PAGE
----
No one is coming to your aid. We have ensured this.
Six strangers wake up on a remote island in the Florida Keys with no memory of their arrival. They soon discover their common bond: all of them are heroin addicts. As the first excruciating pangs of withdrawal make themselves felt, the six notice a yacht anchored across open water. On it lurk four shadowy figures, protected by the hungry sharks that patrol the waves. So begins a dangerous game. The six must undertake the impossible—swim to the next island where a cache of heroin awaits, or die trying. When alliances form, betrayal is inevitable. As the fight to survive intensifies, the stakes reach terrifying heights—and their captors’ motives finally begin to emerge.
A group of hopeless drug addicts.
A bunch of ex-soldiers with questionable motives.
The purest dope you’ll ever find.
I’m not really interested in reading about a couple junkies fight for heroin, but I was intrigued with the possible conflicts that could come with this. Oh, the drama! Oh, the transformation of oneself as they fight for survival and for their health and sanity! And I love thrillers, too, so that’s akin to killing two birds with one stone. However, upon turning the last page, I was left not only with utter disappointment, but with a horrible migraine as well. I’ve watched a lot of movies in my twenty years of existence, and while a lot of them were A+, there were a bunch of B-rated movies as well that included awkward dialogue, poor cinematography, godawful camerawork, obvious and poorly done CGI affects, rushed storyline, gaping plotholes… and sad to say, if Bait were to be made as a film, it would join that sad category.
I read a lot of Young Adult, but I do indulge myself in some dark Adult books from time to time, and more often than not, they’re well done and leave me shaking to the core. But Bait was just… I don’t know. It’s weird and uncomfortable; the characters are deplorable and unlikeable; the premise didn’t really make any sense; the reasons the bad guys did what they did was shaky and ridiculous; the pacing was awful and choppy. It reminded me so much of those horror movies where instead of getting scared, you just laugh at everything because of the over-the-top acting, the clumsy execution and the fake blood that look like red goo.
I understand that this is a novel about a hopeless and desperate bunch of people. Even though in real life I don’t like this kind of individuals very much — the ones that are so screwed up in the head and would gladly ruin everything else just to get high for a night — I took it in stride in this novel in hopes that I’d be able to read something good. But the personalities of the characters, one-dimensional they may be, were just so uncomfortable to read. They were absolutely unlikeable. Characters don’t have to be unlikeable, but in my opinion, the reader must at least be able to sympathize with them, or at least connect to them somehow. But I couldn’t here, especially not when the men in this novel were outrageously sexist. They called the women “cunts” and “bitches” and talked about having sex with them like that’s all they’re good for. One of the women tried to encourage a boy to swim the heck out of the water and got slapped that her head turned all the way, and when she fought back and injured him in the process, she got blamed, got called named, was wished dead, and was even PUNCHED by the macho guy that her jaw was broken! AND THE REST? Well, they didn’t care. They didn’t bat an eyelid. How the fuck am I going to sympathize with these deplorable people? It was so hard reading that, reading how the males objectified the females and hurt them without any hesitation for questionably reasons. LIKE WTF. NOPE. NOTHING TO DO HERE.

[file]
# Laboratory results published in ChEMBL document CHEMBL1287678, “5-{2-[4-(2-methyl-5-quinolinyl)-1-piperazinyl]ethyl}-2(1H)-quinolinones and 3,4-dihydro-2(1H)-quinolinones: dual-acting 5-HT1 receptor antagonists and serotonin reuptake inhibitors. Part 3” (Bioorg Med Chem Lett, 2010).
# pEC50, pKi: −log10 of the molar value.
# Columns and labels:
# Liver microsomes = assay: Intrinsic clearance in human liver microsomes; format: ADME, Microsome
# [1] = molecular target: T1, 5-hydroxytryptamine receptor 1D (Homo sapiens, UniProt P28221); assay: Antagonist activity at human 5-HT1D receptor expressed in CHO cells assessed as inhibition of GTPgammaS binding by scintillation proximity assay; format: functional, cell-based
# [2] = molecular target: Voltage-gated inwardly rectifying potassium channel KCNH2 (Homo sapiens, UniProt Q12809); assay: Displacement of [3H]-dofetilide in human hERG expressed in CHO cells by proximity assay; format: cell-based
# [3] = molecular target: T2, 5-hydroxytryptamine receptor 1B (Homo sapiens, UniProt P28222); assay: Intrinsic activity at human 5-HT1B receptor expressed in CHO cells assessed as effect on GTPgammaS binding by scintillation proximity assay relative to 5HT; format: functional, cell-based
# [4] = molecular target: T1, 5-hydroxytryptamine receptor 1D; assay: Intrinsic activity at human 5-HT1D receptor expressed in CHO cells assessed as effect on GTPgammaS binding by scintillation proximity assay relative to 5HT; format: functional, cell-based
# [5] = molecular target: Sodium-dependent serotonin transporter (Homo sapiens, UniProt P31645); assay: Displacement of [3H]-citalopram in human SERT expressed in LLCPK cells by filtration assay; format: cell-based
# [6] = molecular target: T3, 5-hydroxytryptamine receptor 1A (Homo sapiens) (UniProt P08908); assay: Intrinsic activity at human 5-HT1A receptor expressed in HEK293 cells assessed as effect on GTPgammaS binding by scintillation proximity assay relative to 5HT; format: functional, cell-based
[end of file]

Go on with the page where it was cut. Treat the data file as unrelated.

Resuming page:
The villains, the ones that kidnapped the supposed “dregs” and made them pit against each other for the “purest” heroin, are absolutely one-dimensional and bland. Their reasons didn’t make any sense to me, and felt so random and contrived that I actually laughed out loud. I wish I could lay thm out here and show to you guys how far-fetched and ridiculous they were, but I’ll restrain myself. I just think they were just too flat and decided to do the evil thing just for the heck of it. I wish there were more complexity, but as usual, it took the “Wahaha! I’m evil because I feel like it!” route and that’s just too lazy, imo.
And the dialogue! The dialogue was the reason why I felt this book was like a B-rated movie. I felt it was very vulgar (lots of boob and dick words, but I guess that’s normal in an adult book? But it seemed like it was overdone here) and it had an air of “trying hard to be witty but yup, no.” I thought the narration was better, but the dialogue was just… UGH.
The pacing was a bit off, too. The first fifty percent was composed of the past 24-48 hours of the characters prior to their kidnapping — how they were leading their lives, how they came to this point, why they were kidnapped — and the rest of it became one huge fast-forward that it didn’t give any more chance to flesh out the characters. It was action, after action, after action, then insert “wahahaha!” of the villains there, then action, after action, after action… I guess if you like that, maybe you’ll enjoy this book, but it felt absolutely rushed to me. It could’ve been longer and made me feel sorry for the characters, but nope, it didn’t happen.
And the ending? -_- Whatever.
At least it was short. That saved me a lot of time, and I guess a lot of rage if things weren’t going to get any better. Do I recommend this? Not at all. But if you like a beach read to pass the time and don’t mind unlikeable characters, juvenile dialogue, and the like, to read a situation about addicts getting their next fix, then why not. You know my answer to that, though.
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